Running to better life for kids

2015-10-27 06:00
Irafaan “Fanie” Abrahams is off to New York to run a marathon. He is flanked by Sufyaan Oostendorp from Tafelsig (left) and Thakierah Mathews from Bridgetown.  PHOTO:  Rashied Isaacs

Irafaan “Fanie” Abrahams is off to New York to run a marathon. He is flanked by Sufyaan Oostendorp from Tafelsig (left) and Thakierah Mathews from Bridgetown. PHOTO: Rashied Isaacs

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One Mitchell’s Plain man’s journey is set to come full circle in New York this week in his race to raise funds for underprivileged schools across Cape Town.

Irafaan Abrahams, known affectionately as “Fanie”, has been a teacher at Rocklands High School for the last 10 years and lives in Bayview.

Abrahams (45) has been a teacher for 21 years and has also taught in England and elsewhere in the world. He says he enjoys teaching and won’t give it up very easily.

In his project, the “Irafaan Abrahams R1m challenge”, he aims to raise money for charity by running of some of the world’s biggest and most prestigious marathons. The money raised goes towards improving the state of various schools across the city.

The project was born from Abraham’s accidental foray into the world of running.

“I was never an avid runner, but I was challenged on my sports radio show on Voice of the Cape, called “Sports hub”, by the then fledgling running club called Itheko running club. They challenged me to run 5km with them. They only had 25 runners at the time at Rondebosch Common. Being a sports presenter on a radio show, you can’t turn down a challenge,” he says.

He then began to enjoy running so much that he joined the club and thought of ways in which he could make a difference in other people’s lives, starting with the school he found himself at in Rocklands.

“We wanted to complete a building that was incomplete at our school and the idea came about: Why not run a marathon? But just not any marathon and knowing a good friend of mine, Cameron Dugmore, who was the Western Cape minister of education at the time, ran the New York marathon for charity in 2010 and I remember that he too wasn’t an avid runner.”

Dugmore secured an entry into the 2011 race, which immediately took Fanie by surprise as he had never run a half-marathon, let alone a full marathon, in his life. He also faced the challenge of raising funds to support the initiative, having to pay Elana Meyer and her group R30 000 just for his entry into the race.

This was over and above the money needed for flights and accommodation, so funds had to be raised in order for Fanie to go to New York. Out of that the challenge was born.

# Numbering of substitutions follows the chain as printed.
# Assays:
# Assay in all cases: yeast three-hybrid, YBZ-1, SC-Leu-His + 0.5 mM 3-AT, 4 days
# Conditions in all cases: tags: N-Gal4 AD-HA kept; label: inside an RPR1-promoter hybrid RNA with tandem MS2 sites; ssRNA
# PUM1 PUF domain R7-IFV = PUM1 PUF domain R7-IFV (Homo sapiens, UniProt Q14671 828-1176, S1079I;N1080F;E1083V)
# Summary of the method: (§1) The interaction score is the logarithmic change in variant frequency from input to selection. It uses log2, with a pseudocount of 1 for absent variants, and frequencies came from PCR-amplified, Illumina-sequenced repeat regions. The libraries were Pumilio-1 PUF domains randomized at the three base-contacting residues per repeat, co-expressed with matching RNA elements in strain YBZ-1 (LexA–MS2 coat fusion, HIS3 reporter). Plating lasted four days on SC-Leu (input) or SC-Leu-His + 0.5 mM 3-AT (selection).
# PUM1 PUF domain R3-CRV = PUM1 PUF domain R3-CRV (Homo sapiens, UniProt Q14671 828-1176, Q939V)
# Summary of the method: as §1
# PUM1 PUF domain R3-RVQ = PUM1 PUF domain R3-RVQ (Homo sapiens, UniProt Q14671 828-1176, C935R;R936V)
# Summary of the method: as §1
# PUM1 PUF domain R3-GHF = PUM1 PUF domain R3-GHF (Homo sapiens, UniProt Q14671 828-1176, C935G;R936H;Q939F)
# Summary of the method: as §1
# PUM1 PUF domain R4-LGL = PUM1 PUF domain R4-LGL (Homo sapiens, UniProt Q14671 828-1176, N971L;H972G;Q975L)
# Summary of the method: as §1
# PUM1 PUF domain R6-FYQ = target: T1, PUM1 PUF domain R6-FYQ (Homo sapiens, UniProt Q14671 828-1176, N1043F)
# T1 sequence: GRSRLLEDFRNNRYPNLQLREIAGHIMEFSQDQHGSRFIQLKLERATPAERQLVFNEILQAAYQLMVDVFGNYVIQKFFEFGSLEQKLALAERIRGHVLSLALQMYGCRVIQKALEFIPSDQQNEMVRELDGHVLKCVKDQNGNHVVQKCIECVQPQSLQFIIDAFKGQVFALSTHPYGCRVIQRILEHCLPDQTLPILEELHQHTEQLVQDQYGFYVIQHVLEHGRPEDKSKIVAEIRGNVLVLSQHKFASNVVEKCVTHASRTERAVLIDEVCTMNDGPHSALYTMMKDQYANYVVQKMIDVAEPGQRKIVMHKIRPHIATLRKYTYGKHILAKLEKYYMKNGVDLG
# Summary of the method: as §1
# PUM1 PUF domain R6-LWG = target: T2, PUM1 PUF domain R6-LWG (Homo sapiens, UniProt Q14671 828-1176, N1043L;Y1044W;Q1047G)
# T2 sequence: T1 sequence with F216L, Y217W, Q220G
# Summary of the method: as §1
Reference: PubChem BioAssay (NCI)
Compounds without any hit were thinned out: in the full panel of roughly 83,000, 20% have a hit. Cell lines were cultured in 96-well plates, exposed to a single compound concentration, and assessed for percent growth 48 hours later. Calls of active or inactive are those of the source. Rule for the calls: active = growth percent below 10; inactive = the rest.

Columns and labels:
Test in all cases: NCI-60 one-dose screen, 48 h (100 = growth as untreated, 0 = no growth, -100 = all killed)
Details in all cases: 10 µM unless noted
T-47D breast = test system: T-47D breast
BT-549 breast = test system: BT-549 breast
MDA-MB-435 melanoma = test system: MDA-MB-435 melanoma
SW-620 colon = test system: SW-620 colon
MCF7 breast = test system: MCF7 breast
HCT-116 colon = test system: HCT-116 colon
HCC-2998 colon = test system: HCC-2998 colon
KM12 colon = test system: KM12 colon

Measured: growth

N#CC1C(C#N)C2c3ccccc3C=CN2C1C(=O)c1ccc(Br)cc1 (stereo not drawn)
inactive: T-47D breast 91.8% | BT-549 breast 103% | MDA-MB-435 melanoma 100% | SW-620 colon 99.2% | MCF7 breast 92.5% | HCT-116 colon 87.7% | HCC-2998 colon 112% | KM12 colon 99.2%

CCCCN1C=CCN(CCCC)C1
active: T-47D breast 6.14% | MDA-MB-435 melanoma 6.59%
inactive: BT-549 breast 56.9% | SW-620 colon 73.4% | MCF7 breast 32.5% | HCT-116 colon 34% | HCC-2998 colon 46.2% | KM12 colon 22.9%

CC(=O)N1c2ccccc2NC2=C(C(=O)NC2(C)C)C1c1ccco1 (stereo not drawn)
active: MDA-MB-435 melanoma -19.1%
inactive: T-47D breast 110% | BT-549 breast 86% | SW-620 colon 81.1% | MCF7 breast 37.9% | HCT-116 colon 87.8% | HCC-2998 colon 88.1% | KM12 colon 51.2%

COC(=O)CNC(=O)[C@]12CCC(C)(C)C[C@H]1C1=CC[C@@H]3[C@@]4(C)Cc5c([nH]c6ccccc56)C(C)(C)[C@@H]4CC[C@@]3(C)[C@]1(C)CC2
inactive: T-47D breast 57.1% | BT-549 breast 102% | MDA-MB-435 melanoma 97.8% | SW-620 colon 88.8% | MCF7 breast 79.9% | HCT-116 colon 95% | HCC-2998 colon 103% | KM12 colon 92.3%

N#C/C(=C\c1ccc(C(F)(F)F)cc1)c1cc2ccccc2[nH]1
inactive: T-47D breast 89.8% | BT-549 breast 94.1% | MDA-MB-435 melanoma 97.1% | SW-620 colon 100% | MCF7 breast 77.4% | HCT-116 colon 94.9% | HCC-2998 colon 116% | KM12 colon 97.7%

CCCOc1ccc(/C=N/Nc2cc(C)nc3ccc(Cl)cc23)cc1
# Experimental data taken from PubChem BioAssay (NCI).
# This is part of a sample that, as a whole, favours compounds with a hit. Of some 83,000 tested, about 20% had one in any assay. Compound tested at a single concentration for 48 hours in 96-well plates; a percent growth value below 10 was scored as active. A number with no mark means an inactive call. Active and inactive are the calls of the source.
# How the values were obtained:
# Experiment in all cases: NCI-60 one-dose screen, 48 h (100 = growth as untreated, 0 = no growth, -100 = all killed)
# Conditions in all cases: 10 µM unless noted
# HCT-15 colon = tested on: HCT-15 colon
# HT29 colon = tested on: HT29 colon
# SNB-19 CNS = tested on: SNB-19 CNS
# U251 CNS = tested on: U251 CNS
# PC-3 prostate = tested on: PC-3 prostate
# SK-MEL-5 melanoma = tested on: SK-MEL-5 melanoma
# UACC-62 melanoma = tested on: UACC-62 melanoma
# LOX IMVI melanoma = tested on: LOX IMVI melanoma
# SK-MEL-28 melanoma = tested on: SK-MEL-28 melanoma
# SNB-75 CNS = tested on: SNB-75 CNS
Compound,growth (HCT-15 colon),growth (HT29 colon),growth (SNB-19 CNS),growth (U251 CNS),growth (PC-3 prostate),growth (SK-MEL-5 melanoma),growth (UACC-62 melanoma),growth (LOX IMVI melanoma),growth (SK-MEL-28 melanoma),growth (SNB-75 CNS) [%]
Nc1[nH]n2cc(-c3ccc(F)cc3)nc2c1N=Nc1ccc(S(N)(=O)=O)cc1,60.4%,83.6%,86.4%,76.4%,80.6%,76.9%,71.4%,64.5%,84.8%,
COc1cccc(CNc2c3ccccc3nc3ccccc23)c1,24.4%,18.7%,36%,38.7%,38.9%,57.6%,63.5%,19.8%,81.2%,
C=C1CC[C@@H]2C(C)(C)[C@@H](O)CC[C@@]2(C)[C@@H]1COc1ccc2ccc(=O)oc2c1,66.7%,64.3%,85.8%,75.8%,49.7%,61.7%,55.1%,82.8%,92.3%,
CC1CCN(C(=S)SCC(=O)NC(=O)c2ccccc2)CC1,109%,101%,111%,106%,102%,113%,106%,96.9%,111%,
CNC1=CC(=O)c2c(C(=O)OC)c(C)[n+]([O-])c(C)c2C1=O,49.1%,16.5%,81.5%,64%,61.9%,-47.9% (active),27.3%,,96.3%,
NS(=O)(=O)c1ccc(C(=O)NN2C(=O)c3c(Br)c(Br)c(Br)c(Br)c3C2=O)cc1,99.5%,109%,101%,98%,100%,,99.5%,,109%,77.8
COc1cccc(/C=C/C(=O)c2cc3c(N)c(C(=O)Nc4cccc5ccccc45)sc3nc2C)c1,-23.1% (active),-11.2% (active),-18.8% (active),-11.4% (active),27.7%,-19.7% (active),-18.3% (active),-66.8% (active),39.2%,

“We were a group of friends who got together. We first wanted to only help Rocklands High, but we decided that if we can do it for Rocklands, we could do it for other schools as well. That is where the idea came about where we will put special cards with schools’ names on it. schools don’t have to pay for anything and we will try to promote it where the schools could benefit, but we wanted to benefit underprivileged schools.

“The first year we had ten schools come on board, Rylands High to Sea Point, if I remember correctly. It was quite a diverse group of schools and we launched it quite professionally.”

Big five marathonsAbrahams says that upon his return from his first marathon in New York, it was decided that the challenge was going to be a five-year project, aiming to participate in four of the other big marathons (Boston, Chicago, Berlin and London).

“We were going to try and do one per year in order to raise funds for underprivileged schools. Lo and behold after the very first year, the New York marathon, we managed to raise close to R310 000 for underprivileged schools, which was mind-blowing, because we weren’t even thinking of raising anywhere close to that amount of money.”

He says over the course of the next two years, the initiative already surpassed its R1m target, with the fund currently standing at more than R1.5m following his participation in the Boston marathon earlier this year.

“We source our own sponsors and therefore we don’t need to go on a 50/50 or 60/40 relationship with any of the schools. That is what makes this project so successful and unique.”

Abrahams has been awarded the added privilege of being one of the New York marathon’s flag-bearers in this year’s opening ceremony and leaves for the Big Apple on Wednesday, but it is merely the cherry on the cake. He says there is more to come from him in the future.

“We still have one crazy project when we get back from New York, but I cannot let the cat out of the bag just yet. But for next year, things have been going well.

“There have been organisations that have already approached me to see how we can use whatever we have done to take the project forward and raise more funds by using these challenges to make people more aware. So if it has been marathons that we have done, who knows, it could be Mount Kilimanjaro, it could be Base Camp Africa, it could be trekking through the Sahara desert, for all you know. Even a cycle from Cape Town to Cairo – the sky is the limit.

“Educators stay positive and with the support we get to make sure that we can help as many people as we can by putting us to the challenge. Remember, we are no professionals, so we need to work and train hard. As long as people are there to support us all the way, then why not. So we look forward to the next couple of years.”

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